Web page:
Nairobi, Kenya (CNN)Every Sunday morning in an affluent suburb of Nairobi, Kenya, the soaring song of Chinese hymns fills the empty corridors of a Monday-to-Friday office block.
As churches are demolished at home, Chinese Christians find religious freedom in Kenya
Inside a small makeshift chapel, a kaleidoscopic congregation of Chinese migrants gather to pray. Among them are underwear importers, health workers and operators of the controversial new $3.8 billion Chinese-built railway that slices through Kenya, the country's biggest infrastructure project since independence -- and a sign of China's growing investment and footprint on the continent.
Some have married Kenyans, others have Chinese children who speak Swahili as well as they do Mandarin.
But they all share two things. Each person here has re-rooted their life from Communist China to Kenya, a leading African economy where 80% of the nearly 50 million people are Christian. And they have all decided to openly embrace God.
Their religious awakening comes at a perilous moment for Christians in China, as the Communist Party government bans online sales of bibles, dynamites churches and arrests Christians for "inciting subversion of state power." The Communist Party sees any large group outside its dominion as a threat.
"Publicly, it's dangerous to be a Christian in China right now," says Jonathon Chow, 43, a senior pastor at the Bread of Life Church, which is headquartered in Taiwan but has 500 ministries, including many in West Africa.
Previously, the organization's churches in Africa tended to be run and attended by Africans, he says. But increasingly Bread of Life is seeing Chinese-led congregations forming across the continent, as more Chinese move to Africa and interact with local values.
The Golden Lampstand Church, in China, was demolished with dynamite and heavy machinery in January 2018.
Throughout the service, a middle-aged couple from Shandong province, who say they are new to Kenya and the ministry, post audio clips of hymns and photographs of readings onto WeChat, a social network closely monitored by the Chinese government.
"Most of the congregation here got saved in Kenya," says Chow. "Unless they were a believer before they came, most don't know a lot about the Christian conditions in China."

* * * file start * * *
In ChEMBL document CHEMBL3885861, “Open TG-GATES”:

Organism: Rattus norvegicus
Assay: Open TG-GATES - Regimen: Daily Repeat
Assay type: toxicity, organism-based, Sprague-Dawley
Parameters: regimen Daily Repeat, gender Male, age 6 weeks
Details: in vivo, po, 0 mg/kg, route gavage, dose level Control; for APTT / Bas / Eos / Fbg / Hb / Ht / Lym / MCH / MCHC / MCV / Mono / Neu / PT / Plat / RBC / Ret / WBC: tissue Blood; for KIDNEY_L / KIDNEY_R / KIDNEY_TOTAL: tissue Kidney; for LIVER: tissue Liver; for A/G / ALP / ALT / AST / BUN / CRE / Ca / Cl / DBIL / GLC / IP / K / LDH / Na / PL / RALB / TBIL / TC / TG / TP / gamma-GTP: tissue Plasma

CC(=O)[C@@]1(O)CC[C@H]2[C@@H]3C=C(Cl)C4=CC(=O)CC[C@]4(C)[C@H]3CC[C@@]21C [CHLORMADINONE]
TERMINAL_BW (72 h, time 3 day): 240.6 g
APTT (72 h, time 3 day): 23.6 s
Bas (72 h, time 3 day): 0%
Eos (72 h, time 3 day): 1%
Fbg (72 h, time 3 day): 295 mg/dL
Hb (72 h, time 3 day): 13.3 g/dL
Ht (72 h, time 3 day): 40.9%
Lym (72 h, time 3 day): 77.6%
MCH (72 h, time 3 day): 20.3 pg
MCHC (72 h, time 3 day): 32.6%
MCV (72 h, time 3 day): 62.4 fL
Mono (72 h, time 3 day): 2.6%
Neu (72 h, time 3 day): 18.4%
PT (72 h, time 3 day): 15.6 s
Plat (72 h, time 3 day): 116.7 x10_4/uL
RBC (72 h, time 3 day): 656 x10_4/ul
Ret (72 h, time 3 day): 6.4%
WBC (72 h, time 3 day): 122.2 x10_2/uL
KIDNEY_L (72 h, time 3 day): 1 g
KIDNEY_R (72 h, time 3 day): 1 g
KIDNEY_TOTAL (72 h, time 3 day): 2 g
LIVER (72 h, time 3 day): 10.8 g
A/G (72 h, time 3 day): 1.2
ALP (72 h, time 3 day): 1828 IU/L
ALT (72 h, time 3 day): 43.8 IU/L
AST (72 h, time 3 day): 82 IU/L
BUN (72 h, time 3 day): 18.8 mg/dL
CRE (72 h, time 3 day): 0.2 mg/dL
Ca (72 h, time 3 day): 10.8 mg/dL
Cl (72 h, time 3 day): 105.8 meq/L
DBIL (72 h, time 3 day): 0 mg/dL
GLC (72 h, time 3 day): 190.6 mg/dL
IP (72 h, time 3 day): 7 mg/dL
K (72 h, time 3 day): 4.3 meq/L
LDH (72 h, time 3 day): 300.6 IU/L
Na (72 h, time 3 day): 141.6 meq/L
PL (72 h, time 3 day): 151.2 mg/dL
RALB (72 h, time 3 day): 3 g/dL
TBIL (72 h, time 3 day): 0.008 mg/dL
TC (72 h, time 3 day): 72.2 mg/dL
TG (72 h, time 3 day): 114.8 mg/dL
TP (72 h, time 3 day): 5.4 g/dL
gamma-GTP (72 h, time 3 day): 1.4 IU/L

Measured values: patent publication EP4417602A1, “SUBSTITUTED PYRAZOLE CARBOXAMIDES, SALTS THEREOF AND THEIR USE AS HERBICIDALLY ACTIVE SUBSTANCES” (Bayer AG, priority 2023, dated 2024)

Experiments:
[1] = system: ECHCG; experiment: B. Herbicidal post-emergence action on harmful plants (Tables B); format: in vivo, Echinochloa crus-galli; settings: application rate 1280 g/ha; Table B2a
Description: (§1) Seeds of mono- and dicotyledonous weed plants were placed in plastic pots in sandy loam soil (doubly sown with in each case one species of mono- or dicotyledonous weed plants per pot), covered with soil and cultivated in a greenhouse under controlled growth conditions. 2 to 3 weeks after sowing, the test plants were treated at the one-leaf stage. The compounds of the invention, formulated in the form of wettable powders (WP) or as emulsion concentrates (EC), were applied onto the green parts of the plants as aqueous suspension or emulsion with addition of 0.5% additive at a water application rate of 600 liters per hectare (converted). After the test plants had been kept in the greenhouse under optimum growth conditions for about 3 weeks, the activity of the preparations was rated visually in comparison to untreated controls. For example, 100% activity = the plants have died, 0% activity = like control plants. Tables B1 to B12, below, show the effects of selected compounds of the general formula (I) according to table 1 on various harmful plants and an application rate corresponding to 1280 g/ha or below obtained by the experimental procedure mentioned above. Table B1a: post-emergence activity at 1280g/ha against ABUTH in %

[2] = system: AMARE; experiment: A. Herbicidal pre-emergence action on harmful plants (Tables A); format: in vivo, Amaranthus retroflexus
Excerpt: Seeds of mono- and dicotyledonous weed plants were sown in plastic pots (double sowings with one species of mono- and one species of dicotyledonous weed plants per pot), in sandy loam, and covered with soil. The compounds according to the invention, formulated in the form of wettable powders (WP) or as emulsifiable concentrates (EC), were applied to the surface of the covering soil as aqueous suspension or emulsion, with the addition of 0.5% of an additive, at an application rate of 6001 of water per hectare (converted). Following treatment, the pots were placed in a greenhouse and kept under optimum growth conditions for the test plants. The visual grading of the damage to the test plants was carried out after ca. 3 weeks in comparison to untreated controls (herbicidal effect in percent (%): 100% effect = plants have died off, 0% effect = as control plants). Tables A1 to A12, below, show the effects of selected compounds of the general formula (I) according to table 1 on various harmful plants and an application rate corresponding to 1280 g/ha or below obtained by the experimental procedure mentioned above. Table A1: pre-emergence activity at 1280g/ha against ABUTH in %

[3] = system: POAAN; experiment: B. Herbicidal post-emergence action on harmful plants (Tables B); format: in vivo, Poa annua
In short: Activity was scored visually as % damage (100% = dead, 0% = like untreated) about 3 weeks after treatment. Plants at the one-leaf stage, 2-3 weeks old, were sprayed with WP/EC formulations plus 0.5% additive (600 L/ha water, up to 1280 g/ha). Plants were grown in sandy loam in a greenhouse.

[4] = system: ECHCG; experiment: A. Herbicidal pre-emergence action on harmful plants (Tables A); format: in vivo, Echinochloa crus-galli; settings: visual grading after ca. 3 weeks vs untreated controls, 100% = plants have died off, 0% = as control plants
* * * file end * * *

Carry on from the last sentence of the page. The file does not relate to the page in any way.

The first time Liang Yongyu met Karen Ngunjiri at the billboard advertising company where they both worked in Nairobi, he told her she would be his wife.
The pair dated for 6 months, then hit a roadblock that threatened to scupper his swaggering prediction. Liang, 33, was not a Christian.
"That was a deal breaker for me," says Ngunjiri, 29, who spent four years studying Mandarin in Nanning, south-west China. "Him being Chinese? Not a problem. But him not being a Christian, I thought that was going to be a big issue. How would we bring up our children?"
Liang had lived in Kenya for a "long time," could speak some Swahili and had been "hearing a lot about Christianity" from his Kenyan friends, Ngunjiri says. After some soul searching, he said he "was open to exploring what Christianity had to offer," she adds.
Liang connected with a church in Nairobi that held services in Cantonese -- the language spoken in his home province of Guangdong, in southern China, and Hong Kong, where the pastors who founded the ministry were from.
In December 2018, those Hong Kong pastors married the couple in a Christian ceremony in the shadow of Mount Kenya in front of 200 guests -- "a small wedding for Kenya," jokes Ngunjiri.
Weeks later, a video of their wedding went viral on YouTube with the title: "THE KENYAN WEDDING EVERYONE IS TALKING ABOUT." Ngunjiri still doesn't know who uploaded it, but for months the newlyweds couldn't walk down the street in Nairobi without being recognized. The novelty of a Kenyan woman marrying a Chinese man had got people's attention.